Hecate’s Spinning Top and Christopher Nolan’s Inception


Christopher Nolan is usually viewed as a bleakly postmodern secular director whose ideas largely have their origins in the nihilistic world of the late 19th and early 20th century.

However, some have noted that there are deeper mythological and even occult tropes in his films.

I have found a possible source of Nolan’s spinning top in Inception.

Hecate, the goddess of witches, as well as the image of the anima mundi or Wold Soul of Neoplatonic philosophy and magic had a top, which could be used by a theurgic magician.

This top is described by the philosopher Psellus and is relayed to us by the scholar H. Lewy: “this instrument consisted of a golden disk–triangular, circular or of some other shape–, its surface covered with mystical characters, with sapphire inset in its centre. A leather thong attached to the disk enabled the theurgist to swing it around, while reciting magic spells. IN the intervals of these recitals the theurgist uttered inarticulate sounds: these were mostly imitations of animals cries which, in accordance with ordinary magical practice, were intended to frighten off the evil spirits, who were liable to disturb the operation; the same purpose was pursed by whipping the air and by emitting laughing sounds. When this magical top was made to spin inwards, ‘gods were called upon’ to come and when, on the other hand, it was spun in an outward direction, they ‘were set loose.'”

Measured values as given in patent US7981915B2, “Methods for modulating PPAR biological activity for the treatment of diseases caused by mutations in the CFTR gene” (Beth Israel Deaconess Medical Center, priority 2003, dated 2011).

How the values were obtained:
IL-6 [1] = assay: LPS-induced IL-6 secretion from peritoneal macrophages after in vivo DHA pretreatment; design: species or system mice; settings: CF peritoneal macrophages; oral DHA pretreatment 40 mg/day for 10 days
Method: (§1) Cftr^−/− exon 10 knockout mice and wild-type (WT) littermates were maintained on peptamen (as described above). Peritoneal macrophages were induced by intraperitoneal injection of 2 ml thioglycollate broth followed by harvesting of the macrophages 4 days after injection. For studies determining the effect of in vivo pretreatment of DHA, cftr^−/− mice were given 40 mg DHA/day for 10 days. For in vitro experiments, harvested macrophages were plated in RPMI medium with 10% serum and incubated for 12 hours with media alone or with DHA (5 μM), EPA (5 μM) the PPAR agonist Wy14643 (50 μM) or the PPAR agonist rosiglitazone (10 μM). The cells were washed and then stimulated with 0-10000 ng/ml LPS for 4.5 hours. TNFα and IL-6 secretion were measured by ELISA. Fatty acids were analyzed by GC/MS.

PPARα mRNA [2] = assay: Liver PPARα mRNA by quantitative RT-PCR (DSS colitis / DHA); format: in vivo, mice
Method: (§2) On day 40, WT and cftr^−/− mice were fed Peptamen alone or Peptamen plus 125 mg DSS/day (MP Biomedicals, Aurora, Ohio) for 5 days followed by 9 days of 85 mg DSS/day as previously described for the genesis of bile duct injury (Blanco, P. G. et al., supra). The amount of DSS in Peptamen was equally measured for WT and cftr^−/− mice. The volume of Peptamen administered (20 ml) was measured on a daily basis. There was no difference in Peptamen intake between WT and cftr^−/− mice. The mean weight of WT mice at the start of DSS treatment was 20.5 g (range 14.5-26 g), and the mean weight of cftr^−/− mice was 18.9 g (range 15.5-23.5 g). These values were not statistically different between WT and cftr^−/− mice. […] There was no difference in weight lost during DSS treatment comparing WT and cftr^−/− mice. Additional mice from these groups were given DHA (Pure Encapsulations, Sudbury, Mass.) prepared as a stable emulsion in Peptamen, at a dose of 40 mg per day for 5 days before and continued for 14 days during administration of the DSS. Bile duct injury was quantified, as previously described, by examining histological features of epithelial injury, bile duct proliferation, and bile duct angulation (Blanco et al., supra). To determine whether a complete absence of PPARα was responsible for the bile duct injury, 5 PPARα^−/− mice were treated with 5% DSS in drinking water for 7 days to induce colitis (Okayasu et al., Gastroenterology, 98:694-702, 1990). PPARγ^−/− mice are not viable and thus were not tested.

Nolan’s Batman movies famously inspired mass shootings and seemed to have a profound effect upon the millennial generation.

There is also the shamanistic performance of Heath Ledger as the Joker, and Hans Zimmer’s ambient music clearly as a shamanistic origin (it is called trance and ambient music for a reason).

Is the iconic top a throw back to Hecate?

Is Nolan trying to channel, even if “metamorphically” spirits into his audience?

Or is the top simply a symbol of the fragility of what Nolan sees is a chaotic universe?



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